EU to use frozen Russian assets to pay for Ukraine's reconstruction

EU to use frozen Russian assets to pay for Ukraine's reconstruction
European Commission President Ursula von der Leyen. Credit: Belga

President of the European Commission Ursula von der Leyen has stated that the EU intends to use frozen Russian assets to pay for Ukraine's reconstruction, in spite of the significant legal and political difficulties involved in pursuing such a plan.

"Russia must pay for its horrific crimes, including for its crime of aggression against a sovereign state," von der Leyen said in a statement posted on social media and the European Commission website. "We have the means to make Russia pay."

Von der Leyen noted that EU sanctions have so far frozen up to €300 billion in Russian Central Bank reserves, while €19 billion in assets belonging to private Russian citizens have also been blocked — funds which, if mobilised, would go a considerable way toward financing Ukraine's estimated reconstruction costs of €600 billion.

According to the plan proposed by von der Leyen, however, the frozen assets would not be used directly to pay for Ukraine's reconstruction. Rather, the funds would be requisitioned and then invested, with only the proceeds from these investments initially being used to rebuild Ukraine's shattered infrastructure.

"In the short term, we could create, with our partners, a structure to manage these funds and invest them," von der Leyen said. "We would then use the proceeds for Ukraine. And once the sanctions are lifted, these funds should be used so that Russia pays full compensation for the damages caused to Ukraine."

Obstacles remain

Although von der Leyen's proposal is one that has been suggested before by Ukrainian and even EU officials, the EU has until now been reluctant to explicitly commit to such a scheme owing to concerns regarding its political and, especially, legal feasibility.

In her speech, however, von der Leyen appeared to brush these concerns aside.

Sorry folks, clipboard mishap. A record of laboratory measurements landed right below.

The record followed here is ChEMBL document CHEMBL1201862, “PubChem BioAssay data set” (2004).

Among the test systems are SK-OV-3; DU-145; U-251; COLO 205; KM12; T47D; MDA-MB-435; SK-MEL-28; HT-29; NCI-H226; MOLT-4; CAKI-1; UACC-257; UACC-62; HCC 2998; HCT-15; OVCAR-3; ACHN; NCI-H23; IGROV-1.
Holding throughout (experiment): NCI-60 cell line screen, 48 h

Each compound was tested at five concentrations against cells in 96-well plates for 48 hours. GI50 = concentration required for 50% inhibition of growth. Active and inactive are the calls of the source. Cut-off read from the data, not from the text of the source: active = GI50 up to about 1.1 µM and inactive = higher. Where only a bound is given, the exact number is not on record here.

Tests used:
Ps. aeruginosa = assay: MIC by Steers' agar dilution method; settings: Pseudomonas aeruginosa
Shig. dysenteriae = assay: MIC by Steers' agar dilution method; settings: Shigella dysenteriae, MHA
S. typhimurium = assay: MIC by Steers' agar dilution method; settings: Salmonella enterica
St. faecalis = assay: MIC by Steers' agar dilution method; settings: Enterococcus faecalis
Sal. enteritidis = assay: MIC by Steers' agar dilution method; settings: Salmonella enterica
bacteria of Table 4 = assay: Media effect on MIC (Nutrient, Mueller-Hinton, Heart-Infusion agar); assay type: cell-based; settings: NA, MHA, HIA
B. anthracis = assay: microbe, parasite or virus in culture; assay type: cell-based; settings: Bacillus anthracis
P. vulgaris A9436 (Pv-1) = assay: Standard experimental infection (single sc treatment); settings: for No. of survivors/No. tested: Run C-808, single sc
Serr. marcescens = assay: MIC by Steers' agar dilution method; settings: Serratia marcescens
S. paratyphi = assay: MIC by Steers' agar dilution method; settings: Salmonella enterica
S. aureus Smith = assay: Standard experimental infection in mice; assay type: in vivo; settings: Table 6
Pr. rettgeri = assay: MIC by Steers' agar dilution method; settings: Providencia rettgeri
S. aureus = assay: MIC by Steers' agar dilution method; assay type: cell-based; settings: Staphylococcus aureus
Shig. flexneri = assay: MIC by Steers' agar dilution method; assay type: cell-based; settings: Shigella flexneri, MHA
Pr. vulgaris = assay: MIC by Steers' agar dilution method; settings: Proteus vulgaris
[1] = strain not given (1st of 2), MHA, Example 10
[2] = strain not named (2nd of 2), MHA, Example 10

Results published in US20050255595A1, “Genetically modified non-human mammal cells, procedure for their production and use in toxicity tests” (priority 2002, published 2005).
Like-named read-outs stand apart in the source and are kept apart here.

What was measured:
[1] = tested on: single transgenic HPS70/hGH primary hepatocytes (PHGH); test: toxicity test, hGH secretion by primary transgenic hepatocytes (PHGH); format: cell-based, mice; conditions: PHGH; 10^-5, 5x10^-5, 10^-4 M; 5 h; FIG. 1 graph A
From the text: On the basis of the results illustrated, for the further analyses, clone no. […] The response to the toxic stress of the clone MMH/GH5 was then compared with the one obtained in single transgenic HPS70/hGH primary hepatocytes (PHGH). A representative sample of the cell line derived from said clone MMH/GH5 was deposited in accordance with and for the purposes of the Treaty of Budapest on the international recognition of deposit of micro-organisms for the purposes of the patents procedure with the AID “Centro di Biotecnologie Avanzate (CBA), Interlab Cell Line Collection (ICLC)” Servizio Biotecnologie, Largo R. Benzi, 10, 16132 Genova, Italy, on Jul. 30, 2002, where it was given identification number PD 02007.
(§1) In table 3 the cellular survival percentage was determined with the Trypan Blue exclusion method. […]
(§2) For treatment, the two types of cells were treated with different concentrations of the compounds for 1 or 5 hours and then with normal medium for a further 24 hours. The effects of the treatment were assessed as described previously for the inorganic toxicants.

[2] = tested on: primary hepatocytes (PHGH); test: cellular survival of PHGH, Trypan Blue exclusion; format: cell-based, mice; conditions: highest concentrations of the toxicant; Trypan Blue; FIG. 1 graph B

"We will work on an international agreement with our partners to make this possible," she said. "And together, we can find legal ways to get to it. Russia's horrific crimes will not go unpunished."

Admittedly, von der Leyen's proposal does have something of a legal precedent: in September, the US announced that it would transfer $3.5 billion in frozen assets from the Afghan Central Bank to a Swiss-based trust fund, where it would purportedly be used to address the economic and humanitarian crisis in Afghanistan.

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Indeed, it is precisely this Afghani precedent which led the EU's High Representative of the Union for Foreign Affairs Josep Borrell to openly speak out in favour of requisitioning frozen Russian assets several months ago.

"I would be very much in favour [of seizing Russian funds to pay for Ukraine's reconstruction] because it is full of logic," Borrell said in an interview with The Financial Times. "We have the money in our pockets, and someone has to explain to me why it is good for Afghan money and not good for the Russian money."

Such a potential scheme, however, has been vehemently denounced by Russian government officials. Last month Kremlin spokesman Dmitri Peskov suggested that any attempt by Western countries to appropriate Russian funds to pay for Ukraine's reconstruction as "pure international banditry", adding that it would "contradict all thinkable and unthinkable norms of international law".

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